Framework Computer disclosed a data breach exposing the personal information of an undisclosed number of customers after Keating Consulting Group, its accounting service provider, fell victim to a phishing attack.
The California-based manufacturer of upgradeable and modular laptops says a Keating Consulting accountant was tricked on January 11 by a threat actor impersonating Framework’s CEO into sharing a spreadsheet containing customers’ personally identifiable information (PII) “associated with outstanding balances for Framework purchases.”
“On January 9th, at 4:27am PST, the attacker sent an email to the accountant impersonating our CEO asking for Accounts Receivable information pertaining to outstanding balances for Framework purchases,” the company says in data breach notification letters sent to affected individuals.
“On January 11th at 8:13am PST, the accountant responded to the attacker and provided a spreadsheet with the following information: Full Name, Email Address, Balance Owed.
“Note that this list was primarily of a subset of open pre-orders, but some completed past orders with pending accounting syncs were also included in this list.”
Framework says its Head of Finance notified Keating Consulting’s leadership of the attack once he became aware of the breach roughly 29 minutes after the external accountant replied to the attacker’s emails at 8:42 AM PST on January 11th.
As part of a subsequent investigation, the company identified all customers whose information was exposed in the attack and notified them of the incident via email.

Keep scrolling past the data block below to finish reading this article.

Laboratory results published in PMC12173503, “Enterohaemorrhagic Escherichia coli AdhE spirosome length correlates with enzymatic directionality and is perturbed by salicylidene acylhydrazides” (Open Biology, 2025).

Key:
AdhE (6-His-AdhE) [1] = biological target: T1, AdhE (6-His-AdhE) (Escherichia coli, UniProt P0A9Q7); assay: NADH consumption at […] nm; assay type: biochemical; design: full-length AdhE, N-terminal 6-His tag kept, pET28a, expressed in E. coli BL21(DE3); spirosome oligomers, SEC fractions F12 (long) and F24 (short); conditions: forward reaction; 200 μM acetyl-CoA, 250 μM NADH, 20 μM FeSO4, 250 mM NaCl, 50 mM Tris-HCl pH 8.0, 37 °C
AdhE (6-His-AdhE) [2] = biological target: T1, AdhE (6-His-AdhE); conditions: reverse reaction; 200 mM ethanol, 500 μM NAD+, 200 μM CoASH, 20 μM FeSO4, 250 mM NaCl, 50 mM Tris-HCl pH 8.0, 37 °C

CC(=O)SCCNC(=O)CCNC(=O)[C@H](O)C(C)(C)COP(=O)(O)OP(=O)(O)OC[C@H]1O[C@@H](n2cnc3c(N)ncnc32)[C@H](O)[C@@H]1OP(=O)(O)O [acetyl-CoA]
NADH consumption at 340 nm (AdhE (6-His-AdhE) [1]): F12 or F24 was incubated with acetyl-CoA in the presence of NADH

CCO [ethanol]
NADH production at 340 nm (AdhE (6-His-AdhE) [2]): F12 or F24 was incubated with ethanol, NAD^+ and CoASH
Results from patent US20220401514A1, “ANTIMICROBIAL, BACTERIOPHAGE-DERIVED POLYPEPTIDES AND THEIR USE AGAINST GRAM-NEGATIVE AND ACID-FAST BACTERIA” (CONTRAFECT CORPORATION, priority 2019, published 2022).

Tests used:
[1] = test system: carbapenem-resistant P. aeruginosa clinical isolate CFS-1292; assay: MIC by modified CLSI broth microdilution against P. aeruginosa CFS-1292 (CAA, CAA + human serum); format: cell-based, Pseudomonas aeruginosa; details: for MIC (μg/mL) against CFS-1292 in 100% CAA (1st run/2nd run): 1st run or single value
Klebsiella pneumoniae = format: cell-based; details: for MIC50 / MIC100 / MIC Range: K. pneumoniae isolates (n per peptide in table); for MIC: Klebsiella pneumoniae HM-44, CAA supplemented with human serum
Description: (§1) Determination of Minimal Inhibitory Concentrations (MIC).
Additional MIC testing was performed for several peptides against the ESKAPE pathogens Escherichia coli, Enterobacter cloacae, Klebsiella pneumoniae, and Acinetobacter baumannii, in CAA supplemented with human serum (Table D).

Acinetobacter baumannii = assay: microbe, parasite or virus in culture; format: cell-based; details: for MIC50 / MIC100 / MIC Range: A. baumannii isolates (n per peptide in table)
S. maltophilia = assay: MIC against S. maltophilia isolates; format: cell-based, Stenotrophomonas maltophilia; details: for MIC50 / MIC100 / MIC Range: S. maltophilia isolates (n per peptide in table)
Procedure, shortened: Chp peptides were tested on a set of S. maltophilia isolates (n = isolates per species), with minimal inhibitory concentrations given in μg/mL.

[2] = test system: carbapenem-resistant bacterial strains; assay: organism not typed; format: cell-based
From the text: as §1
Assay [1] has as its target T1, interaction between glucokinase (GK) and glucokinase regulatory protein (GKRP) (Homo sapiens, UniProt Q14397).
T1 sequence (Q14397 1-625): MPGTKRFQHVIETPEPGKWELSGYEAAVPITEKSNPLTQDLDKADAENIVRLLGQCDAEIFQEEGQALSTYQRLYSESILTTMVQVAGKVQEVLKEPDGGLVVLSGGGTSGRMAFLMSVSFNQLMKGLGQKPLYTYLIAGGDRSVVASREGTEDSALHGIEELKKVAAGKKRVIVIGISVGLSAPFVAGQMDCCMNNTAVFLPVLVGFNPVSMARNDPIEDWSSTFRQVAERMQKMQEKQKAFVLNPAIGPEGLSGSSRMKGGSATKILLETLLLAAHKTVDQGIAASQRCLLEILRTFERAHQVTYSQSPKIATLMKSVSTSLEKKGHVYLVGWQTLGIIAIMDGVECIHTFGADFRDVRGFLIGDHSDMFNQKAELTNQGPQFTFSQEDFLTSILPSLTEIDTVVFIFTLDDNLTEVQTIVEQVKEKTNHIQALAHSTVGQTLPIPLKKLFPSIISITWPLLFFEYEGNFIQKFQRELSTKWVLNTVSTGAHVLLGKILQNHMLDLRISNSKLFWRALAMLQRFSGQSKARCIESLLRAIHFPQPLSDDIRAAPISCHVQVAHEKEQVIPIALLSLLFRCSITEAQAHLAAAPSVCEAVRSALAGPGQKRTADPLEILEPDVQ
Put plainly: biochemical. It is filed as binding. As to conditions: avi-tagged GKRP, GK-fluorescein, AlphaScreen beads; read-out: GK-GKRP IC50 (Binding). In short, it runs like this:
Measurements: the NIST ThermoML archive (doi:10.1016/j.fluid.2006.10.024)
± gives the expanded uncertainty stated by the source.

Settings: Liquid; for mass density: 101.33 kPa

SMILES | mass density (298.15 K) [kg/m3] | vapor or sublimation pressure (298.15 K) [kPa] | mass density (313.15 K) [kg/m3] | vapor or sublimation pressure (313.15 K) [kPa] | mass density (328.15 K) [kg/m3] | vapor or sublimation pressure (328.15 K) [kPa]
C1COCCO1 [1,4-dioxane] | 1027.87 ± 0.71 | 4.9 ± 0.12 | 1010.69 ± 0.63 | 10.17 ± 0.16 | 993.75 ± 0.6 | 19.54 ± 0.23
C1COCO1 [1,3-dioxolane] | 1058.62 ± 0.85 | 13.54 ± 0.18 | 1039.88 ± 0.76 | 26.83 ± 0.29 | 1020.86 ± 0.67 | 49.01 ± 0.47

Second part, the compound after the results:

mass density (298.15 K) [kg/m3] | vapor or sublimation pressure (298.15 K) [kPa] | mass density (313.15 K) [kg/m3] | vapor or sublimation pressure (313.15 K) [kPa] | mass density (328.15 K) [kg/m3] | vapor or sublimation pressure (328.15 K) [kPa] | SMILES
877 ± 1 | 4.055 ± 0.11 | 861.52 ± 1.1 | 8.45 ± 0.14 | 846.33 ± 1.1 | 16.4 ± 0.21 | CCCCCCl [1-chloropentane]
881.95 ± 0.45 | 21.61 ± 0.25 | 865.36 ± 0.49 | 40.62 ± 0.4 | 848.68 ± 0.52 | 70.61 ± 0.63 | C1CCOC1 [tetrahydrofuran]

Affected customers warned of phishing risks
Since the exposed data includes the names of customers, their email addresses, and their outstanding balances, it could potentially be used in phishing attacks that impersonate the company to request payment information or redirect to malicious websites designed to gather even more sensitive information from those impacted.
The company added that it only sends emails from ‘[email protected]’ asking customers to update their information when a payment has failed and it never asks for payment information via email. Customers are urged to contact the company’s support team about any suspicious emails they receive.
Framework says that from now on, all Keating Consulting employees with access to Framework customer information will be required to have mandatory phishing and social engineering attack training.
“We are also auditing their standard operating procedures around information requests,” the company added.
“We are additionally auditing the trainings and standard operating procedures of all other accounting and finance consultants who currently or previously have had access to customer information.”
A Framework spokesperson was not immediately available for comment when BleepingComputer asked about the number of affected customers in the data breach.